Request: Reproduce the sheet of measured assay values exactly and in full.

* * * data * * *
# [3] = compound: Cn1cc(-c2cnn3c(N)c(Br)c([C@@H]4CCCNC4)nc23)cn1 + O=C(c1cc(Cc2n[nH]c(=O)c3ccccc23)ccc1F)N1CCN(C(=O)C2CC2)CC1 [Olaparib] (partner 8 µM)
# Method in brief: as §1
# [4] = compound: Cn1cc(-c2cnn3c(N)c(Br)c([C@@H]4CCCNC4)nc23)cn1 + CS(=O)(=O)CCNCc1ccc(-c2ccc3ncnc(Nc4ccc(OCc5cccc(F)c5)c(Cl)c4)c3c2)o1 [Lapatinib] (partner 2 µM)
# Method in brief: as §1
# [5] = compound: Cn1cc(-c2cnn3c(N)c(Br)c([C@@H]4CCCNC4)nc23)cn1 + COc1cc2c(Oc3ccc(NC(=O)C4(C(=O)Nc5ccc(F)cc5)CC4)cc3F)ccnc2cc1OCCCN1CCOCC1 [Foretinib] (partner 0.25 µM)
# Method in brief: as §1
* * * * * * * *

# [3] = compound: Cn1cc(-c2cnn3c(N)c(Br)c([C@@H]4CCCNC4)nc23)cn1 + O=C(c1cc(Cc2n[nH]c(=O)c3ccccc23)ccc1F)N1CCN(C(=O)C2CC2)CC1 [Olaparib] (partner 8 µM)
# Method in brief: as §1
# [4] = compound: Cn1cc(-c2cnn3c(N)c(Br)c([C@@H]4CCCNC4)nc23)cn1 + CS(=O)(=O)CCNCc1ccc(-c2ccc3ncnc(Nc4ccc(OCc5cccc(F)c5)c(Cl)c4)c3c2)o1 [Lapatinib] (partner 2 µM)
# Method in brief: as §1
# [5] = compound: Cn1cc(-c2cnn3c(N)c(Br)c([C@@H]4CCCNC4)nc23)cn1 + COc1cc2c(Oc3ccc(NC(=O)C4(C(=O)Nc5ccc(F)cc5)CC4)cc3F)ccnc2cc1OCCCN1CCOCC1 [Foretinib] (partner 0.25 µM)
# Method in brief: as §1